Finally, the ILO code provides that drug testing should be undertaken only in conformity with national law and practice or international standards (cl 6.13). ILO guidelines, for example, are available this area.’
The ILO code of practice contains specific provisions for workplace monitoring and surveillance. Clause 6.14 of the code provides as follows:
(1) If workers are monitored they should be informed in advance of the reasons for monitoring, the time schedule, the methods and techniques used and the data to be collected, and the employer must minimise the intrusion to the privacy of workers.
(2) Secret monitoring should be permitted only:
(a) if it is in conformity with national legislation; or
(b) if there is suspicion on reasonable grounds of criminal activity or other serious wrongdoing.
(3) Continuous monitoring should be permitted only if required for health and safety or the protection of property.
These provisions go much further than what is contained in the national legislation of most countries, such as the Privacy Act in NZ, which leave this area largely unregulated and subject to managerial prerogative and the marketplace.
The ILO code of practice, like the 1989 Council of Europe Recommendation No R(89)2 on the Protection of Personal Data Used for Employment Purposes, proceeds from the same fundamental principle as that set out in principle 3 of the Australian Privacy Act 1988, and principles 2 and 3 of New Zealand’s Privacy Act 1993, that ‘personal data should, in principle, be obtained from the individual employee’. The commentary to the ILO code of practice notes that this is an approach common to most data protection legislation, and that it enables workers to ‘know which data are to be processed, consider the implications, and decide whether the information should be provided.’
Accordingly, like cl 3.1 of the 1989 Council of Europe Recommendation, cl 6.1.14(1) of ILO code provides that workers should be informed in advance of such activities, and in the case of secret monitoring, cl 6.14(2) of the ILO code imposes restrictions.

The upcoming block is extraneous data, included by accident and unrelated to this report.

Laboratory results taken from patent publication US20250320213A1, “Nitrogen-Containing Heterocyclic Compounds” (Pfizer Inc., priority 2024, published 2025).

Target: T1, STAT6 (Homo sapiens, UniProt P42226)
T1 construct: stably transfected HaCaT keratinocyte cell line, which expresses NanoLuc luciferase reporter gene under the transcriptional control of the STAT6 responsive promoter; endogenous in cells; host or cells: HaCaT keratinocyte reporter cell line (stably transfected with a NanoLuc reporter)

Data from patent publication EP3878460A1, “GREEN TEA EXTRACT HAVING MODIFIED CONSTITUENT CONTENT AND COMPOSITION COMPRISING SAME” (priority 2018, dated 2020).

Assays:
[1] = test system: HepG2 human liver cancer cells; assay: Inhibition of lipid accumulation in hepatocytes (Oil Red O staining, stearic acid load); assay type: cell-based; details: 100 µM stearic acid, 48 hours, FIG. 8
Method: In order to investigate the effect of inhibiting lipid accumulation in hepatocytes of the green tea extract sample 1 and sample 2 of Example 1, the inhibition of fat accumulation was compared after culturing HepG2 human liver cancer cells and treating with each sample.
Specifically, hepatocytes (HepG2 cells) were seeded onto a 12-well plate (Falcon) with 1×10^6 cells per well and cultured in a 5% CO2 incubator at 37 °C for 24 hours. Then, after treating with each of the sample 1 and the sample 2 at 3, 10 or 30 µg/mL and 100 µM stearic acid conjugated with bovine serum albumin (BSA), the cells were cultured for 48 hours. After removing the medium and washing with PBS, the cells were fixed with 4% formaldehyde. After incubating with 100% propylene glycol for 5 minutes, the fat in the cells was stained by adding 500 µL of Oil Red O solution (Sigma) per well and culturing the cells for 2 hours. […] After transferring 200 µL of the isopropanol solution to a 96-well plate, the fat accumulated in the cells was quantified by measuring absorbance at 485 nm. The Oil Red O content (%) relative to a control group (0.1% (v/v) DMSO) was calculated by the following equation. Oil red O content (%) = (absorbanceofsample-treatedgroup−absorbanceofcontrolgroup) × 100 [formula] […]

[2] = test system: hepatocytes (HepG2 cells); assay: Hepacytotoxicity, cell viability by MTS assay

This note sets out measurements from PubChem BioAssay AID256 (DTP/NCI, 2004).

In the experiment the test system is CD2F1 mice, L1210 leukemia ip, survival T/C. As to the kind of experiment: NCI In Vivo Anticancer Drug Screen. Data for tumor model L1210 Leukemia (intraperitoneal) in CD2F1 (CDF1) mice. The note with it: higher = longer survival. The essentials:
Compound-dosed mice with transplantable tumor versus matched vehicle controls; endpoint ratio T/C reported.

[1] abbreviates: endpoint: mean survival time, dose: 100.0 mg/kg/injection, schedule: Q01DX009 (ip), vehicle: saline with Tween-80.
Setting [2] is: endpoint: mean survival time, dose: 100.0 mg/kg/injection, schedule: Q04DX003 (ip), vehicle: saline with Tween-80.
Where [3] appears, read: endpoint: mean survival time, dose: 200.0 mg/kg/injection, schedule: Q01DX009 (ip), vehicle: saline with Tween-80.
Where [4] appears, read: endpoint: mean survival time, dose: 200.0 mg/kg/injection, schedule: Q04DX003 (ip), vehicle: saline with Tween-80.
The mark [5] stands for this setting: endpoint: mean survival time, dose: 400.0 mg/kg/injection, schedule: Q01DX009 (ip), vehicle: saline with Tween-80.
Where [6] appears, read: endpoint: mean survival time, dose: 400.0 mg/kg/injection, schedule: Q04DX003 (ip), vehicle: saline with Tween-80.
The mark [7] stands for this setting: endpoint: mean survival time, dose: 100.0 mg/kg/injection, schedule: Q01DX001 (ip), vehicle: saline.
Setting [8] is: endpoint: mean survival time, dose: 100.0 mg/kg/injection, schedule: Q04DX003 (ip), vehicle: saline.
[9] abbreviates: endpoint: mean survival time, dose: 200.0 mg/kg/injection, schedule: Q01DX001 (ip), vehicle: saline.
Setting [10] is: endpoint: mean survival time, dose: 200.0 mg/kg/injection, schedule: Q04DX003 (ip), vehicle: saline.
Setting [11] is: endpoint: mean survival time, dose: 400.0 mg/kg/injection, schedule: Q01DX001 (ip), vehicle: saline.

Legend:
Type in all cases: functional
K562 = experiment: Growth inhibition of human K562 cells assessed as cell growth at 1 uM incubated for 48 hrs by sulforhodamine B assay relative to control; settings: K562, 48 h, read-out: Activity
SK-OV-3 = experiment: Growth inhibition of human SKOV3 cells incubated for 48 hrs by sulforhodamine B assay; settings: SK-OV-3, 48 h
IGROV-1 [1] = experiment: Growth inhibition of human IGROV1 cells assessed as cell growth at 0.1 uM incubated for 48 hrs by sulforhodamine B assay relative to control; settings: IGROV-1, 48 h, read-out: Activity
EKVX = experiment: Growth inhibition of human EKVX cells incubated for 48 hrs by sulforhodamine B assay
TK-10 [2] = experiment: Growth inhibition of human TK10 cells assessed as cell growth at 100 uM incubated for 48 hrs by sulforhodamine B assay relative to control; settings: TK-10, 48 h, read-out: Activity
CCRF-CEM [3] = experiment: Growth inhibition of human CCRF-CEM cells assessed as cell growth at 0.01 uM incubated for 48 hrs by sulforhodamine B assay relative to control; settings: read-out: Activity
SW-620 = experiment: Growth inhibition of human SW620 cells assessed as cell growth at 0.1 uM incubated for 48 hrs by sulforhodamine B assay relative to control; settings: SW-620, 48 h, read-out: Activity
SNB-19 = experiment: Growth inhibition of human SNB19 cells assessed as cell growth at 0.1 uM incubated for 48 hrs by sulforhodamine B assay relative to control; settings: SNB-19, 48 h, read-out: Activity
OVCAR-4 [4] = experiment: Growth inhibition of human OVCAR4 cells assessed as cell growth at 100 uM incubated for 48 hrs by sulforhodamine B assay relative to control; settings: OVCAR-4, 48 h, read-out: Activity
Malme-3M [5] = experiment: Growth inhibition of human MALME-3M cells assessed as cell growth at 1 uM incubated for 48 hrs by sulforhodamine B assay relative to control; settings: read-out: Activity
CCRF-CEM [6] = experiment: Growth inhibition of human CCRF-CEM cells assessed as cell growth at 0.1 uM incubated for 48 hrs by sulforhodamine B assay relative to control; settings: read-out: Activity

Indeed, there is further provision for notification in this context. Clause 5.8 of the ILO code’s general principles, quoted earlier, provides that workers and unions should be kept informed of data collection processes and the rules that govern them, and cl 11.1 in the code’s ‘individual rights’ section provides that workers are entitled to be regularly notified of personal data held about them and the processing of that data without having to first ask for them.
Clause 11.8 is also relevant, for it protects the interests of employers in avoiding prejudice to ongoing investigations of workers, while at the same time taking into account workers’ entitlement to due process:
Employers should, in the event of a security investigation, have the right to deny the worker access to that worker’s personal data until the close of the investigation and to the extent that the purposes of the investigation would be threatened. No decision concerning the employment relationship should be taken, however, before the worker has had access to all the worker’s personal data.
As noted earlier, the ILO is committed to promoting measures that enable workers to labour ‘in conditions of freedom and dignity’. The protection of workers’ privacy interests can be viewed as sufficiently important in this connection as to warrant protection.
The ILO is not likely to go further than suggesting voluntary self-regulation for the time being. A binding international convention on worker privacy is unlikely because the ILO is in fact moving in the opposite direction, having recently adopted a general policy of targeting and consolidating certain existing core standards for greater impact.
Paul Roth is a Senior Lecturer in Law at Otago University in NZ, and author of Privacy Law and Practice (Butterworths, NZ)